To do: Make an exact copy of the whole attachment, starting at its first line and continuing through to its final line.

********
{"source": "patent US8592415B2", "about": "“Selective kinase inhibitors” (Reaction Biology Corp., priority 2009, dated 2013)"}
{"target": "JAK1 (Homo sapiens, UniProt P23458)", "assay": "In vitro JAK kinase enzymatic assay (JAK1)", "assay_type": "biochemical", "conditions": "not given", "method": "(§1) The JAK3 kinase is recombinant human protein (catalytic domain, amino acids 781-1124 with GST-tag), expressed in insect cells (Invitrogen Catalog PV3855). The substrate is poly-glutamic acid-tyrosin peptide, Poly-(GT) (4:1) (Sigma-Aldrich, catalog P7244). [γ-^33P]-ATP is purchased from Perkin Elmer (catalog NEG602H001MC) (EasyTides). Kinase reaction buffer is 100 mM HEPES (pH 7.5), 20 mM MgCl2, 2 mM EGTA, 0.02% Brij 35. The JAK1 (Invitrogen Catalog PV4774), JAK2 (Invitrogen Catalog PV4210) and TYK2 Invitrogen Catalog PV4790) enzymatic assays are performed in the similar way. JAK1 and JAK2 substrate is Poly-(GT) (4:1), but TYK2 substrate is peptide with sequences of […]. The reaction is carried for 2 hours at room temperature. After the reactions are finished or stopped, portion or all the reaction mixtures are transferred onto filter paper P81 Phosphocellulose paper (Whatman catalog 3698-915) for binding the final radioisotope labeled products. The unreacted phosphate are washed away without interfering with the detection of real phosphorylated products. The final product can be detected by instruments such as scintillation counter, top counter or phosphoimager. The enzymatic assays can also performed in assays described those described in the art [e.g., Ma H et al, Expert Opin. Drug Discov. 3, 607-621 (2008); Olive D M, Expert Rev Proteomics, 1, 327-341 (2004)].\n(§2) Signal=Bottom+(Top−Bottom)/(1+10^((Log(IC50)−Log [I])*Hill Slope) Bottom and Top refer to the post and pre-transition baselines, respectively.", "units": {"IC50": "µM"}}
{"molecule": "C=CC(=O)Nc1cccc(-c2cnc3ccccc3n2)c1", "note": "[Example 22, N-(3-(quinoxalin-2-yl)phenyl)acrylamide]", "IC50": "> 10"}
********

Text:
{"source": "patent US8592415B2", "about": "“Selective kinase inhibitors” (Reaction Biology Corp., priority 2009, dated 2013)"}
{"target": "JAK1 (Homo sapiens, UniProt P23458)", "assay": "In vitro JAK kinase enzymatic assay (JAK1)", "assay_type": "biochemical", "conditions": "not given", "method": "(§1) The JAK3 kinase is recombinant human protein (catalytic domain, amino acids 781-1124 with GST-tag), expressed in insect cells (Invitrogen Catalog PV3855). The substrate is poly-glutamic acid-tyrosin peptide, Poly-(GT) (4:1) (Sigma-Aldrich, catalog P7244). [γ-^33P]-ATP is purchased from Perkin Elmer (catalog NEG602H001MC) (EasyTides). Kinase reaction buffer is 100 mM HEPES (pH 7.5), 20 mM MgCl2, 2 mM EGTA, 0.02% Brij 35. The JAK1 (Invitrogen Catalog PV4774), JAK2 (Invitrogen Catalog PV4210) and TYK2 Invitrogen Catalog PV4790) enzymatic assays are performed in the similar way. JAK1 and JAK2 substrate is Poly-(GT) (4:1), but TYK2 substrate is peptide with sequences of […]. The reaction is carried for 2 hours at room temperature. After the reactions are finished or stopped, portion or all the reaction mixtures are transferred onto filter paper P81 Phosphocellulose paper (Whatman catalog 3698-915) for binding the final radioisotope labeled products. The unreacted phosphate are washed away without interfering with the detection of real phosphorylated products. The final product can be detected by instruments such as scintillation counter, top counter or phosphoimager. The enzymatic assays can also performed in assays described those described in the art [e.g., Ma H et al, Expert Opin. Drug Discov. 3, 607-621 (2008); Olive D M, Expert Rev Proteomics, 1, 327-341 (2004)].\n(§2) Signal=Bottom+(Top−Bottom)/(1+10^((Log(IC50)−Log [I])*Hill Slope) Bottom and Top refer to the post and pre-transition baselines, respectively.", "units": {"IC50": "µM"}}
{"molecule": "C=CC(=O)Nc1cccc(-c2cnc3ccccc3n2)c1", "note": "[Example 22, N-(3-(quinoxalin-2-yl)phenyl)acrylamide]", "IC50": "> 10"}